Pope Francis leads the weekly general audience on March 18, 2015 at the Vatican.
M. Migliorato—Empics Entertainment/Landov
By Elizabeth Dias
March 20, 2015

Pope Francis will have lunch on Saturday with some 90 inmates at a prison near Naples, including some that reportedly come from a ward housing gay, transgender and HIV-infected inmates.

Tv2000, a television network operated by Italy’s Catholic bishops, reports that lunch at the Giuseppe Salvia Detention Center was originally not on the schedule, but Pope Francis made a special request to dine with the inmates. A number of the estimated 100 prisoners are gay, transgender and/or infected with HIV, the report said.

The prisoners were chosen via raffle from the facility’s 1900 inmates, writes David Gibson, a top Vatican watcher at Religion News Service. Pope Francis intends to greet each prisoner after a short and simple meal, Vatican Radio reports.

Pope Francis has made caring for inmates a priority of his papacy. He washed the feet of Muslim and women prisoners weeks after his election as pope, and is planning to wash inmates feet again this upcoming Holy Thursday. Pope Francis on Friday also reiterated the Catholic Church’s position that no crime deserves the death penalty. Capital punishment, he said, is “inadmissible, however serious the crime.”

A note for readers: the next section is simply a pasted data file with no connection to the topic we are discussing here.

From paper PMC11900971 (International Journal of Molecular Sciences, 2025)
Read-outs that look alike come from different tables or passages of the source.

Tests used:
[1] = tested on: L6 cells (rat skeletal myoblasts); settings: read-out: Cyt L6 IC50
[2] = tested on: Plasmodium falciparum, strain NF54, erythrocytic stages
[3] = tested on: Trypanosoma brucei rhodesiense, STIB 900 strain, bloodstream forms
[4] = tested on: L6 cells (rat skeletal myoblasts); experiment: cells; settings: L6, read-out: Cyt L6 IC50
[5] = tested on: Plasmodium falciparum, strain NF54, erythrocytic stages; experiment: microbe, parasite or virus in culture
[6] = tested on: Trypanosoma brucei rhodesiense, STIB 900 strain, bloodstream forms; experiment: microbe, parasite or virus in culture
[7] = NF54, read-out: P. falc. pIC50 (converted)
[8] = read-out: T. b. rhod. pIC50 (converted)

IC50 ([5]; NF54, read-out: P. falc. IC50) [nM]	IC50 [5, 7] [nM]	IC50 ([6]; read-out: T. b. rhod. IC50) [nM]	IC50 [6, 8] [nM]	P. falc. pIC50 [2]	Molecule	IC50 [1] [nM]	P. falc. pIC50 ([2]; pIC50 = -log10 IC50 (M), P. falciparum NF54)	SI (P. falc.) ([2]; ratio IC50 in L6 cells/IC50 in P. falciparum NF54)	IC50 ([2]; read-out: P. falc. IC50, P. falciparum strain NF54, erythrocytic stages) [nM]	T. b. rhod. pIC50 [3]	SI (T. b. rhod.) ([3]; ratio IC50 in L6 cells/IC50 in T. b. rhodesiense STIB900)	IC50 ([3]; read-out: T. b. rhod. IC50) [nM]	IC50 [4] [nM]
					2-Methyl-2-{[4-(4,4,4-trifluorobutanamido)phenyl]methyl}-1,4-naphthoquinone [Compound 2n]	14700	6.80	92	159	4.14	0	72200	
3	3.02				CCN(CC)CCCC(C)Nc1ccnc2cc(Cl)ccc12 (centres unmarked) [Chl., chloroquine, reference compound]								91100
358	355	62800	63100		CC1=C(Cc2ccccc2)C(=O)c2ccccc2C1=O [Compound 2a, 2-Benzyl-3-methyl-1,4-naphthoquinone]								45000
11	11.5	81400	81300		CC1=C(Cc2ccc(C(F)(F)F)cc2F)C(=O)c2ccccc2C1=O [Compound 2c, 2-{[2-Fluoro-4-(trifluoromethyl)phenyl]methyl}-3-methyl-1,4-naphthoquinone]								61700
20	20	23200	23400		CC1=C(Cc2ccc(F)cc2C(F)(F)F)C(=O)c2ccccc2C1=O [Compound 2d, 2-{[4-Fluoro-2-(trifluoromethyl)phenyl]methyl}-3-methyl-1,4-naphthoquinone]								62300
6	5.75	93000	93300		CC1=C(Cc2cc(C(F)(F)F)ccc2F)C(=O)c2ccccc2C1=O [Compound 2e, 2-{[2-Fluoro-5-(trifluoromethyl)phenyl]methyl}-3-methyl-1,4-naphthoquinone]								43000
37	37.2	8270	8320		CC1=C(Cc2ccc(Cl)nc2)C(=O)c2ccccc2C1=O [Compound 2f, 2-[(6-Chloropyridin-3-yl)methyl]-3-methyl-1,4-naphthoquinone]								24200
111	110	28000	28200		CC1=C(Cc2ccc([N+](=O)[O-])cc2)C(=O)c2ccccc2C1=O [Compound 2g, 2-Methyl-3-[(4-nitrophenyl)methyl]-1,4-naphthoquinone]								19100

The report of the lunch is also a reminder of the new tone and signature phrase of the Pope Francis papacy–“Who am I to judge?”–which was the Holy Father’s response to a question about homosexuality months after his election.

[Religion News Service]

Read next: I’m Proud To Be a Transgender Catholic

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